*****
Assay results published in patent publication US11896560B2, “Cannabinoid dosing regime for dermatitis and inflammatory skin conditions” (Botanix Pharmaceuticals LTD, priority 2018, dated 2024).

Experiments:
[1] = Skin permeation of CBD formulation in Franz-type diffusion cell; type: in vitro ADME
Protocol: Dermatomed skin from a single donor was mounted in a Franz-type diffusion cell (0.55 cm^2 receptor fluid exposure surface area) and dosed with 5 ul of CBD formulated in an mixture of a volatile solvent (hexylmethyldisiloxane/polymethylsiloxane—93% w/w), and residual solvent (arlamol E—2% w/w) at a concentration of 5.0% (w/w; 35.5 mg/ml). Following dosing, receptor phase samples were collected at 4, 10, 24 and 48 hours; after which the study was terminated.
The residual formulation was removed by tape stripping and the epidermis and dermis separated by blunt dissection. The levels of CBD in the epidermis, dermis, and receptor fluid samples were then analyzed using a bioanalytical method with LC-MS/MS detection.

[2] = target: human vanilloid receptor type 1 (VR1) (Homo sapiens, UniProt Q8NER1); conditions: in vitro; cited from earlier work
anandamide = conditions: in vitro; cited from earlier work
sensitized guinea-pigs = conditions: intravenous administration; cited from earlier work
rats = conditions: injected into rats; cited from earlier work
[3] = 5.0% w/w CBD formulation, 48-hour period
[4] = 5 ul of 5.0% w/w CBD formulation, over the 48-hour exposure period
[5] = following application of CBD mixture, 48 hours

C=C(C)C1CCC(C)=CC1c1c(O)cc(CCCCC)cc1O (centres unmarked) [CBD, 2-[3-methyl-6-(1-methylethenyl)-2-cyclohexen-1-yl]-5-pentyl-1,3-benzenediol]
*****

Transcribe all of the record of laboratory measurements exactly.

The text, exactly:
Assay results published in patent publication US11896560B2, “Cannabinoid dosing regime for dermatitis and inflammatory skin conditions” (Botanix Pharmaceuticals LTD, priority 2018, dated 2024).

Experiments:
[1] = Skin permeation of CBD formulation in Franz-type diffusion cell; type: in vitro ADME
Protocol: Dermatomed skin from a single donor was mounted in a Franz-type diffusion cell (0.55 cm^2 receptor fluid exposure surface area) and dosed with 5 ul of CBD formulated in an mixture of a volatile solvent (hexylmethyldisiloxane/polymethylsiloxane—93% w/w), and residual solvent (arlamol E—2% w/w) at a concentration of 5.0% (w/w; 35.5 mg/ml). Following dosing, receptor phase samples were collected at 4, 10, 24 and 48 hours; after which the study was terminated.
The residual formulation was removed by tape stripping and the epidermis and dermis separated by blunt dissection. The levels of CBD in the epidermis, dermis, and receptor fluid samples were then analyzed using a bioanalytical method with LC-MS/MS detection.

[2] = target: human vanilloid receptor type 1 (VR1) (Homo sapiens, UniProt Q8NER1); conditions: in vitro; cited from earlier work
anandamide = conditions: in vitro; cited from earlier work
sensitized guinea-pigs = conditions: intravenous administration; cited from earlier work
rats = conditions: injected into rats; cited from earlier work
[3] = 5.0% w/w CBD formulation, 48-hour period
[4] = 5 ul of 5.0% w/w CBD formulation, over the 48-hour exposure period
[5] = following application of CBD mixture, 48 hours

C=C(C)C1CCC(C)=CC1c1c(O)cc(CCCCC)cc1O (centres unmarked) [CBD, 2-[3-methyl-6-(1-methylethenyl)-2-cyclohexen-1-yl]-5-pentyl-1,3-benzenediol]